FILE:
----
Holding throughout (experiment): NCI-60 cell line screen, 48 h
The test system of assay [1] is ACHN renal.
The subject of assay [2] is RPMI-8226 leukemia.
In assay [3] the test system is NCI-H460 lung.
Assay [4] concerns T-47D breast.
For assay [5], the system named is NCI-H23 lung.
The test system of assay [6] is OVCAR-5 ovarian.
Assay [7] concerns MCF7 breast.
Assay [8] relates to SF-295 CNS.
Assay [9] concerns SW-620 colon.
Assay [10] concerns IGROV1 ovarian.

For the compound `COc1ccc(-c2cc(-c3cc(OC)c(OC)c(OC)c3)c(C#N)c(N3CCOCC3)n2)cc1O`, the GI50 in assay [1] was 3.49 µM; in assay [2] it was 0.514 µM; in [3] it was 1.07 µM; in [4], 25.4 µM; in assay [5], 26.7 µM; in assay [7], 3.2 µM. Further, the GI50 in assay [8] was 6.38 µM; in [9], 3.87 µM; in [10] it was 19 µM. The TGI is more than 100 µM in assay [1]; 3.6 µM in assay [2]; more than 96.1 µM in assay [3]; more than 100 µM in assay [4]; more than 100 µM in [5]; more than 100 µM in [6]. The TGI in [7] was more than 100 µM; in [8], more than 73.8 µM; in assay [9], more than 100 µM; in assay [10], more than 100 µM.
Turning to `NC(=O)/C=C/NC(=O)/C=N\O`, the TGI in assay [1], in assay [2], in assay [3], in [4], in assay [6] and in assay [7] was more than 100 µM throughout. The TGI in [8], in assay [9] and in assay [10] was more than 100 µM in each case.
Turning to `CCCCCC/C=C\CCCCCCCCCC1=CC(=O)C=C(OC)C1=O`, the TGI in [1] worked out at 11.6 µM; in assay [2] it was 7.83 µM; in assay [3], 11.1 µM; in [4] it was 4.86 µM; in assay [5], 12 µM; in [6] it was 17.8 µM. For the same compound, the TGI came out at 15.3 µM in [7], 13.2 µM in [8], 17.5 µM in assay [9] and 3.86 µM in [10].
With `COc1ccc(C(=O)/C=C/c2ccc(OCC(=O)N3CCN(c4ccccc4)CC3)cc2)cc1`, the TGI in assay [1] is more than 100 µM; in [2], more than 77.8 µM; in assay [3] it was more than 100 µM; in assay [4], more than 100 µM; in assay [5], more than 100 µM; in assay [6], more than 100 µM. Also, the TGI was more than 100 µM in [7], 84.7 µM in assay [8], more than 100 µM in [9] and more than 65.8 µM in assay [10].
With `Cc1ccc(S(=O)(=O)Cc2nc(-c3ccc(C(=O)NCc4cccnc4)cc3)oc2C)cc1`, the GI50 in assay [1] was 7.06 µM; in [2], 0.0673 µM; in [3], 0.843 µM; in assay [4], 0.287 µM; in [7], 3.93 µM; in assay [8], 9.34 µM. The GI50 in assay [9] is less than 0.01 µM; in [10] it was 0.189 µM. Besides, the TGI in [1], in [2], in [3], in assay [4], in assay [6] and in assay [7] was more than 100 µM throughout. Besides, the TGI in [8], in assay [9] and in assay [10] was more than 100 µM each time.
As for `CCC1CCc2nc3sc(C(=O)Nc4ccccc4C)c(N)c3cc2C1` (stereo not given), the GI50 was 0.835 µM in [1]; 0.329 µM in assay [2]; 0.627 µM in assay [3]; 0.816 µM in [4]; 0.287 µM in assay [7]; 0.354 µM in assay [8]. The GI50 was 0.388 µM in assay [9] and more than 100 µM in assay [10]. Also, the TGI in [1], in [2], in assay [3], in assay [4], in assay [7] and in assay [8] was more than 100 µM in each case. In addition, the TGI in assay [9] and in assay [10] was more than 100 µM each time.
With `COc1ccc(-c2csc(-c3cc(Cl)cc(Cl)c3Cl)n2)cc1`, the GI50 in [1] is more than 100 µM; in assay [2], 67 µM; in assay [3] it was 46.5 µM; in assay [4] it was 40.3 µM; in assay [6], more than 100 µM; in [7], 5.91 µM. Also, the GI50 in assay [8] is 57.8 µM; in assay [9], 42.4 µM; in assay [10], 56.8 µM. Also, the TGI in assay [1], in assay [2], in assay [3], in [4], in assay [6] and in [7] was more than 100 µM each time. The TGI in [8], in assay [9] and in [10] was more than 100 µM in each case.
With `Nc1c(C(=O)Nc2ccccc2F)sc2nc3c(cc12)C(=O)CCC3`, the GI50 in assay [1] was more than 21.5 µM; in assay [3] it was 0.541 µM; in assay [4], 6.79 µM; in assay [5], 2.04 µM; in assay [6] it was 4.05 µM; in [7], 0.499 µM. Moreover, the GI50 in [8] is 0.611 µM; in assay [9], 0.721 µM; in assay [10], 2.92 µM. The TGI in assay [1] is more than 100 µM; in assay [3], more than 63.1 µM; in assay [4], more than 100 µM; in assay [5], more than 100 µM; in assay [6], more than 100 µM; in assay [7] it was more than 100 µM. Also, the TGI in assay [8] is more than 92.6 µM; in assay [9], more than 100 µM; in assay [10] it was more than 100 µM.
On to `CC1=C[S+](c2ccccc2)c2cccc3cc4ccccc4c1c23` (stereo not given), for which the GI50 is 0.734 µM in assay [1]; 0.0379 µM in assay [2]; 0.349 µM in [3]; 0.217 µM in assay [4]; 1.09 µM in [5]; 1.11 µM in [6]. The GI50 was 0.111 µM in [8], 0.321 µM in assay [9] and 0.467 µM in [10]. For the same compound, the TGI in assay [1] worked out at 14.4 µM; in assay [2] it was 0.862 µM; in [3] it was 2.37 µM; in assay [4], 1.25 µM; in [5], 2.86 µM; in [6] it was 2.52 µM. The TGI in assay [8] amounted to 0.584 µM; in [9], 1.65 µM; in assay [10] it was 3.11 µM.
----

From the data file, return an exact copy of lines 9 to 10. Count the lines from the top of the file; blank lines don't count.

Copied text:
Assay [8] relates to SF-295 CNS.
Assay [9] concerns SW-620 colon.